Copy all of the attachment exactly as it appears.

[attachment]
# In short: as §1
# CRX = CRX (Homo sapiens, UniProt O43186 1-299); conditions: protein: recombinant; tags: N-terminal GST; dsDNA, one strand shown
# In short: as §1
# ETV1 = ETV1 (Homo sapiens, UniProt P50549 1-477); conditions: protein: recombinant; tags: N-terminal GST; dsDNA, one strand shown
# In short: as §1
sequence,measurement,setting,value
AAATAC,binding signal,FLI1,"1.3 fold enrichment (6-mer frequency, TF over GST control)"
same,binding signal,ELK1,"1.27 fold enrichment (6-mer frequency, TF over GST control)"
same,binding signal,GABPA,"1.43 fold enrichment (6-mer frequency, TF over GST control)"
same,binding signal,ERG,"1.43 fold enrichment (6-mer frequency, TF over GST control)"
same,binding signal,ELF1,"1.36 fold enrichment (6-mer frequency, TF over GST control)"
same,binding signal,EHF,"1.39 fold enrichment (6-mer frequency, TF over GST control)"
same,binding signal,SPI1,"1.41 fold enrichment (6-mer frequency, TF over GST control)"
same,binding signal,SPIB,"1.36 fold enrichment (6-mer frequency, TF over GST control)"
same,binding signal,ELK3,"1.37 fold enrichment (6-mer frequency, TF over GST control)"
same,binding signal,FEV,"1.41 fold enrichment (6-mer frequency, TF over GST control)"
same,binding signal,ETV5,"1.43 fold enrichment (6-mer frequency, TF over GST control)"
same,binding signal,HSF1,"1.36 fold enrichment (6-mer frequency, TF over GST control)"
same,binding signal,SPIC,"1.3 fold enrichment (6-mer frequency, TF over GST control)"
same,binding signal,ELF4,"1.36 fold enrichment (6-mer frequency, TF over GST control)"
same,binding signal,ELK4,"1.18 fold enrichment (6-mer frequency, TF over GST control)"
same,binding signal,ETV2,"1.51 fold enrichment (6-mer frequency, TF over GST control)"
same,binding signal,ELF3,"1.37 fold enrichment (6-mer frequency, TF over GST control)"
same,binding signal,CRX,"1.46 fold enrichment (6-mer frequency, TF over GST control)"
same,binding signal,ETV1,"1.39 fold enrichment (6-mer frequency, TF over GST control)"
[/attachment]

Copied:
# In short: as §1
# CRX = CRX (Homo sapiens, UniProt O43186 1-299); conditions: protein: recombinant; tags: N-terminal GST; dsDNA, one strand shown
# In short: as §1
# ETV1 = ETV1 (Homo sapiens, UniProt P50549 1-477); conditions: protein: recombinant; tags: N-terminal GST; dsDNA, one strand shown
# In short: as §1
sequence,measurement,setting,value
AAATAC,binding signal,FLI1,"1.3 fold enrichment (6-mer frequency, TF over GST control)"
same,binding signal,ELK1,"1.27 fold enrichment (6-mer frequency, TF over GST control)"
same,binding signal,GABPA,"1.43 fold enrichment (6-mer frequency, TF over GST control)"
same,binding signal,ERG,"1.43 fold enrichment (6-mer frequency, TF over GST control)"
same,binding signal,ELF1,"1.36 fold enrichment (6-mer frequency, TF over GST control)"
same,binding signal,EHF,"1.39 fold enrichment (6-mer frequency, TF over GST control)"
same,binding signal,SPI1,"1.41 fold enrichment (6-mer frequency, TF over GST control)"
same,binding signal,SPIB,"1.36 fold enrichment (6-mer frequency, TF over GST control)"
same,binding signal,ELK3,"1.37 fold enrichment (6-mer frequency, TF over GST control)"
same,binding signal,FEV,"1.41 fold enrichment (6-mer frequency, TF over GST control)"
same,binding signal,ETV5,"1.43 fold enrichment (6-mer frequency, TF over GST control)"
same,binding signal,HSF1,"1.36 fold enrichment (6-mer frequency, TF over GST control)"
same,binding signal,SPIC,"1.3 fold enrichment (6-mer frequency, TF over GST control)"
same,binding signal,ELF4,"1.36 fold enrichment (6-mer frequency, TF over GST control)"
same,binding signal,ELK4,"1.18 fold enrichment (6-mer frequency, TF over GST control)"
same,binding signal,ETV2,"1.51 fold enrichment (6-mer frequency, TF over GST control)"
same,binding signal,ELF3,"1.37 fold enrichment (6-mer frequency, TF over GST control)"
same,binding signal,CRX,"1.46 fold enrichment (6-mer frequency, TF over GST control)"
same,binding signal,ETV1,"1.39 fold enrichment (6-mer frequency, TF over GST control)"